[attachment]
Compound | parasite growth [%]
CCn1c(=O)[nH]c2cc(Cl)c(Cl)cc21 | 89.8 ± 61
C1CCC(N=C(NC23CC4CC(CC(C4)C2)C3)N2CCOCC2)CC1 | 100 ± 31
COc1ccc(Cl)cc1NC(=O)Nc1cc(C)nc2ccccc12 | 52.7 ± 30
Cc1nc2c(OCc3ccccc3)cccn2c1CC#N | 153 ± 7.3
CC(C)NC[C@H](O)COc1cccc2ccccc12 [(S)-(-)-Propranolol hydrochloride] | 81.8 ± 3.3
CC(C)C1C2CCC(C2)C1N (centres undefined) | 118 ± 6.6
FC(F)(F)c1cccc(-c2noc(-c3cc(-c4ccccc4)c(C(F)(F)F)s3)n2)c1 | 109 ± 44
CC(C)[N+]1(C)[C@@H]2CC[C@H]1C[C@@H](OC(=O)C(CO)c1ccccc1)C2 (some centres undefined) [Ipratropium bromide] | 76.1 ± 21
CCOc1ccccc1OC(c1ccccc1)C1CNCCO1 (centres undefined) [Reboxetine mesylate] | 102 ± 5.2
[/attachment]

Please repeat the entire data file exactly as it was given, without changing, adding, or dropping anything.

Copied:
Compound | parasite growth [%]
CCn1c(=O)[nH]c2cc(Cl)c(Cl)cc21 | 89.8 ± 61
C1CCC(N=C(NC23CC4CC(CC(C4)C2)C3)N2CCOCC2)CC1 | 100 ± 31
COc1ccc(Cl)cc1NC(=O)Nc1cc(C)nc2ccccc12 | 52.7 ± 30
Cc1nc2c(OCc3ccccc3)cccn2c1CC#N | 153 ± 7.3
CC(C)NC[C@H](O)COc1cccc2ccccc12 [(S)-(-)-Propranolol hydrochloride] | 81.8 ± 3.3
CC(C)C1C2CCC(C2)C1N (centres undefined) | 118 ± 6.6
FC(F)(F)c1cccc(-c2noc(-c3cc(-c4ccccc4)c(C(F)(F)F)s3)n2)c1 | 109 ± 44
CC(C)[N+]1(C)[C@@H]2CC[C@H]1C[C@@H](OC(=O)C(CO)c1ccccc1)C2 (some centres undefined) [Ipratropium bromide] | 76.1 ± 21
CCOc1ccccc1OC(c1ccccc1)C1CNCCO1 (centres undefined) [Reboxetine mesylate] | 102 ± 5.2